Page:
Soft Layer for IBM

IBM said it has agreed to buy SoftLayer Technologies Inc., in a deal aimed at beefing up the technology giant's efforts in cloud computing and taking on more directly in that fast-growing arena.
IBM didn't disclose financial terms, but the deal for the privately held, Dallas-based company is worth around $2 billion according to sources familiar with the transaction.
The transaction is a large bet in a string of deals by IBM aimed at adapting to a market where clients increasingly prefer to rent computer space rather than take on the burden and expense of buying their own servers, networking gear and other technology. The trend is a challenge to IBM's traditional business model, which has made billions of dollars installing, maintaining and upgrading computer systems for clients.
SoftLayer is popular with technology startups and helps fill a gap in IBM's offerings: renting space to clients on computers the clients don't own, an area dominated among others by Amazon. SoftLayer was founded in 2005, has about 21,000 customers and operates 13 data centers in the U.S., Europe and Asia.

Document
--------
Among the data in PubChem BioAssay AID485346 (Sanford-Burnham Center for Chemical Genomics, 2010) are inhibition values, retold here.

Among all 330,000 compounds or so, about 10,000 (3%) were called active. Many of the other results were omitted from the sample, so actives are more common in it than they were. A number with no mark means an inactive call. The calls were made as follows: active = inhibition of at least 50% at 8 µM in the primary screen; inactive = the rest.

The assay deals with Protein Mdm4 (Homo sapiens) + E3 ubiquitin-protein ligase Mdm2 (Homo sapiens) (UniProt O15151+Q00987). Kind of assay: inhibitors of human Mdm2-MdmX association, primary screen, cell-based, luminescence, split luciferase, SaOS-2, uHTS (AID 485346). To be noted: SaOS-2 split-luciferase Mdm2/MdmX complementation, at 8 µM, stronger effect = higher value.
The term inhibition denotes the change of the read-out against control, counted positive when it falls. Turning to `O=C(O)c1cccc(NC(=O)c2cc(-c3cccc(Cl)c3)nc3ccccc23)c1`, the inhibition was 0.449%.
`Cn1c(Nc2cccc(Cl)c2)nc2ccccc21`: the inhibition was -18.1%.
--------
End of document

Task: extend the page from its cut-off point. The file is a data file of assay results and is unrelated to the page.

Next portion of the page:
Before the deal, IBM had found more traction offering large companies and governments so-called private clouds, systems that the companies typically own and maintain. The acquisition could help IBM compete more aggressively for small and medium-size businesses, and offer a broader range of Amazon-like "public cloud" options to large enterprises.
IBM is reorganizing its cloud offerings around SoftLayer, which will anchor a new division within IBM's big outsourcing group. The division will start offering the combined services following the close of the deal, which IBM expects in the third quarter.
Moody's Investors Service estimated last November that SoftLayer's revenue for the 12 months ended June 2012 was approximately $364 million. It estimated the company's operations burned cash after accounting for heavy 2012 capital expenditures, but projected free cash flow would be neutral in 2013.
Barclays BARC.LN -2.32% estimated that SoftLayer is on pace to generate $400 million to $500 million in revenue this year.
SoftLayer Chief Executive Lance Crosby said his company has been attracting more large customers over the last year or two. The deal with IBM will make it easier for SoftLayer to expand around the world.
IBM said it offers more than 100 types of software delivered over the Internet that help companies to manage business functions such as marketing, procurement and online stores, among other things. It recently began offering its Jeopardy-playing artificial intelligence technology Watson as a cloud solution as well.